HENCKEL-MILLER: I don’t think I need to respond to that. I mean, I think I’m a pretty educated person. I’ve been keeping up with the, what’s been going on in this election, these campaigns. And being, you know, informed about both candidates and how they feel about different policies. I agree with Bernie, and I think that’s a good reason to support him.
NOOR: We also spoke to Clinton supporter Christine Carthage about why she attended Sanders’ speech.
CHRISTINE CARTHAGE: But now I think she is the one that does have ideals that are very grounded. And she has step by step been working towards making changes in healthcare, in women’s rights, in pay equality, in all sorts of things.
NOOR: We also asked her about her support for Clinton’s foreign policy and her ties to the big banks.
How would you compare the two candidates as far as foreign policy?
CARTHAGE: The former Secretary of State, her background, I mean, that’s it. It’s hers. She’s got, she’s got my vote based on that, too.
NOOR: So did you support the Iraq war?
CARTHAGE: No. And she came around to not supporting it either.
NOOR: And people would point to things like the intervention in Libya, which has been a complete disaster. That’s–so as one of the things that Bernie Sanders supporters were saying, that she has experience, but look at some of where that experience has led, right. So events in Libya, through her tenure we supported the brutal dictatorship in Egypt when it was cracking down on human rights activists. And so how do you respond to this type of criticism? She has experience, but it’s taken us in the wrong path.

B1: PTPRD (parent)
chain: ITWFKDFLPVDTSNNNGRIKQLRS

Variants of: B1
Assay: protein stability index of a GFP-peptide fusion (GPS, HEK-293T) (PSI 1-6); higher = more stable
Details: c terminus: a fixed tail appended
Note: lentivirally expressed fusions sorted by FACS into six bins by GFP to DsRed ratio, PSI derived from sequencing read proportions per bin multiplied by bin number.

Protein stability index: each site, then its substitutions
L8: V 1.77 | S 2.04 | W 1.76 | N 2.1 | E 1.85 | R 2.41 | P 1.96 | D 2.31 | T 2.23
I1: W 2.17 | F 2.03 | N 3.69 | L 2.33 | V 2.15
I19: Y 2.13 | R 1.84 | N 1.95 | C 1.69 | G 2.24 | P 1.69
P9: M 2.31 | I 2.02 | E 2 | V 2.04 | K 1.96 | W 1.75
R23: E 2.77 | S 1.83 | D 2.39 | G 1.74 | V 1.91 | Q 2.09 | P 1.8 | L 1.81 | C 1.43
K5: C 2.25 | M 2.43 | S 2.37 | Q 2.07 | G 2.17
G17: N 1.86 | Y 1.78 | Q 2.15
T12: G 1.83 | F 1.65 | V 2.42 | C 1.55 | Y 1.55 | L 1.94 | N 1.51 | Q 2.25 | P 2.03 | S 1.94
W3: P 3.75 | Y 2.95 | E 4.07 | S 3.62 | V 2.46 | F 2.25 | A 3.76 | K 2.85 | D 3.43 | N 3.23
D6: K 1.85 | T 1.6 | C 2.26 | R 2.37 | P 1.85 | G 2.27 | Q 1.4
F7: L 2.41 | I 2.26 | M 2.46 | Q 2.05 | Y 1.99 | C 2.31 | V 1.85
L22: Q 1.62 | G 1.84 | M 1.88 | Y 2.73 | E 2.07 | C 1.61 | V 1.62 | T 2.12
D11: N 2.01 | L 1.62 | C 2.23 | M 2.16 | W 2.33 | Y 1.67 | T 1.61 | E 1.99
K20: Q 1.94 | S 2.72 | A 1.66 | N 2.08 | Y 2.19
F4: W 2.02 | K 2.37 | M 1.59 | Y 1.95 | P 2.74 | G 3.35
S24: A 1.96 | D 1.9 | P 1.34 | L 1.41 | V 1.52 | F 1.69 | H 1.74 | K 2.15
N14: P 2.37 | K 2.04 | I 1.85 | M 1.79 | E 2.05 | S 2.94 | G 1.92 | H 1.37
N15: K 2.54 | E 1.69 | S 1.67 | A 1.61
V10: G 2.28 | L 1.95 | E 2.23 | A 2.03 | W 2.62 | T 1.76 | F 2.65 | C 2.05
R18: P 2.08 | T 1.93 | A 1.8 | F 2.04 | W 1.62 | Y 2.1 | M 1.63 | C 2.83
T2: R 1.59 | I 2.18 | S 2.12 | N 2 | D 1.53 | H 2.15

CARTHAGE: I think that they’re valid criticisms. I trust, like other people, that she’s learned a lot from mistakes in the past.
NOOR: And I guess what–Sanders’ main overarching argument is that he is super-critical of the power and influence of money over politics. And so a lot has been made of the fact that Hillary’s gotten money, speaking fees, from places like Goldman Sachs. And you know, even under Obama’s tenure they haven’t gone to jail. Can you think–is that an issue, do you think she’s too close to Wall Street?
CARTHAGE: Well, fact check about what she recently said about checking her voting record to see if any of the money that she’s ever gotten has affected one single vote. Just check that out.
NOOR: So there was a bankruptcy bill in the early 2000s, and this is from Elizabeth Warren, actually. And in her book she noted that before she became–she got into the Senate, she got into office, she got a lot of money from Wall Street, and she actually changed her position on that.
CARTHAGE: Well, I didn’t know that. I’ll look into it. Thanks, so we can both learn.
NOOR: Thanks so much.
CARTHAGE: Thank you.
NOOR: We’ll continue our coverage of the New Hampshire primary Monday and Tuesday with livestream coverage. Go to TheRealNews.com for all the details. From New Hampshire, this is Jaisal Noor for the Real News.
DISCLAIMER: Please note that transcripts for The Real News Network are typed from a recording of the program. TRNN cannot guarantee their complete accuracy.